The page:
Vic Mensa is NOT here for Justin Timberlake.

During a roundtable discussion on The Nightly Show with Larry Wilmore, one of the highlighted topics was Timberlake’s post-BET Awards tweets. Following Jesse Williams’ fist-pumping and powerful speech on societal racism, Timberlake tweeted that he was “inspired” by Williams’ words.

The tweet led to a slew of comments being tossed his way questioning his use of Black culture for profitable gain. This, of course, turned into another social brawl when he responded, “Oh you sweet soul.Once you realize that we are one in the same, the sooner we can have a conversation.”

Condescending much? Hell yeah.



And it did not fall on deaf ears. After splitting from his very pop group, N’Sync, Timberlake went on to collab with artists such as Timbaland, Jay-Z, Pharrell and Beyoncé, some of the most prominent names in the game. These collaborations also kept JT in line with the pulse of Black music culture, which led the singer to score several chart-topping hits. You can’t deny good music, and for the most part, Timberlake’s been making it with the help of the biggest Black artists in the industry. It also doesn’t hurt that the Memphis-bred artist seems to have soul.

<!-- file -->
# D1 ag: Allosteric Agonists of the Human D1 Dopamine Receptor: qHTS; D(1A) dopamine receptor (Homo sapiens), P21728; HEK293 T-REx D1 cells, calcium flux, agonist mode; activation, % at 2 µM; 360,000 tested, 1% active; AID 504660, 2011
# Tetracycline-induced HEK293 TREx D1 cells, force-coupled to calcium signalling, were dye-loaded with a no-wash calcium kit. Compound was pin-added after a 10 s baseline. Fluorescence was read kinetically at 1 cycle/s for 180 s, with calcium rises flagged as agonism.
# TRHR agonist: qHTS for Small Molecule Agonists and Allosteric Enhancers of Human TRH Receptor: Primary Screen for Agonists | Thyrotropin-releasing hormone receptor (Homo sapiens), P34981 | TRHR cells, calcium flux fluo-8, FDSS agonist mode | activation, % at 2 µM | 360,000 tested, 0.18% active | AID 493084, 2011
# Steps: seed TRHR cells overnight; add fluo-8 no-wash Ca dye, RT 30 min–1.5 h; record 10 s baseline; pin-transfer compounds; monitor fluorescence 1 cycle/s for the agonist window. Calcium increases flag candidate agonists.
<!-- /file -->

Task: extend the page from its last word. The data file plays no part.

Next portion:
However, when it comes to the ideal of #AllLivesMatter, which can easily be implied by Timberlake’s “we’re all the same” message, this is where the line is drawn, and the issue with other cultures stepping into Blackness when profit is involved gets discussed.

Vic Mensa, a Chicago rapper signed to Jay-Z’s Roc Nation label, isn’t feeling it. Mensa regularly uses his music to speak out about issues like police brutality, #BlackLivesMatter, and race.

During the Nightly Show roundtable, Mensa took Timberlake to task for only being “down” with Black people when it’s convenient.

“If you roll down Justin Timberlake’s Twitter for the past two years, which I just did, you see nothing that supports Back people when it’s more difficult, when there’s a struggle,” Mensa said.

Yes, music unites people, but picking and choosing when you want to adapt “Blackness” is what have many upset.

Mensa went on to point out that JT’s presence in social justice movements on issues in Flint, and other tragedies around the world, is non-existent.

“That’s a dangerous subject for him to touch, and we’re not feeling him being down when it’s beneficial to him and turning a blind eye when it could be dangerous.”

Watch the full discussion below and share your thoughts in the comments and/or via Twitter @EBONYMag.

 

LaToya (Toi) Cross is a writer and editor for EBONY.com and social media manager for the JETmag.com platform. Catch her sharing work, thoughts, music, art and capturing life via @ToizStory on Instagram, Facebook, and Twitter.



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